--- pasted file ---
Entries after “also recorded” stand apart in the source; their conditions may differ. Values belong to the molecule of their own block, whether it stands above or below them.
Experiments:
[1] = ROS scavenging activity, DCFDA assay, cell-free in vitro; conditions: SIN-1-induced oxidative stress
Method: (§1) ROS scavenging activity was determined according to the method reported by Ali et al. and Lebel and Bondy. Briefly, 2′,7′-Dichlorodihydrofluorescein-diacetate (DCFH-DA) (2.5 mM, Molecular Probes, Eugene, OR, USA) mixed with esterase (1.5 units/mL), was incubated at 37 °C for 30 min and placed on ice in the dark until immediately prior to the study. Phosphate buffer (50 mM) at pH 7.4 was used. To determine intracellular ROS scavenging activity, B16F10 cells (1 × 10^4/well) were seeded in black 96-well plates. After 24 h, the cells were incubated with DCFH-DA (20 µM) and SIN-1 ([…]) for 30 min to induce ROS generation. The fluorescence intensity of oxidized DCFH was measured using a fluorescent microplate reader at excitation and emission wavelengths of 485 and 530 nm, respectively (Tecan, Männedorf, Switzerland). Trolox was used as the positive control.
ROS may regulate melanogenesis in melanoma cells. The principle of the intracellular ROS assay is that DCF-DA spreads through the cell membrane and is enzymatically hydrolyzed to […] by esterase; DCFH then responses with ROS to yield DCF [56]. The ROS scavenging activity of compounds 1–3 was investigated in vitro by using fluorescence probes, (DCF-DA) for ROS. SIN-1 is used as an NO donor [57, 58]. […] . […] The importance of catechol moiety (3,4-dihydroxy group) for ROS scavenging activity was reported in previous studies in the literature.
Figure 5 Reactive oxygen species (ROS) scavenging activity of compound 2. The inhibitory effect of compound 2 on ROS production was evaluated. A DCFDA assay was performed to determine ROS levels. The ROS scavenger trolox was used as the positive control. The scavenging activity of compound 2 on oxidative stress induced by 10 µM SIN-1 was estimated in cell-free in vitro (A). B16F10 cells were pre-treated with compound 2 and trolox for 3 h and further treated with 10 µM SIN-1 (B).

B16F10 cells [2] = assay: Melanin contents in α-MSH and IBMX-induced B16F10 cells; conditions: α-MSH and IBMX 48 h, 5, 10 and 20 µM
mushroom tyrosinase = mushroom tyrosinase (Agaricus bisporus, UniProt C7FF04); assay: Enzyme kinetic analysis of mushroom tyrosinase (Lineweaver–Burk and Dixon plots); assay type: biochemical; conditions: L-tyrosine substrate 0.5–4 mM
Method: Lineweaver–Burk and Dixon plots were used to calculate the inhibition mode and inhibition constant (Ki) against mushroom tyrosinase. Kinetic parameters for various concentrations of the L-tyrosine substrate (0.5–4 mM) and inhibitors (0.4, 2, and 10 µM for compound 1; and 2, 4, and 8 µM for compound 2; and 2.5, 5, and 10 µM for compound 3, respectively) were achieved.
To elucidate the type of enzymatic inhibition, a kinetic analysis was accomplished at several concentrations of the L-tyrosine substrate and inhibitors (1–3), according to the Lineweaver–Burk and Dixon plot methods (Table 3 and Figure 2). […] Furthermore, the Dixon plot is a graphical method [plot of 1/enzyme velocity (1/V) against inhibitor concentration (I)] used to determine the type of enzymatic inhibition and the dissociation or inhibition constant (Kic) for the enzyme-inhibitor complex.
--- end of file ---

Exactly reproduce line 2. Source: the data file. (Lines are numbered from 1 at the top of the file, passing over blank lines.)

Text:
Experiments: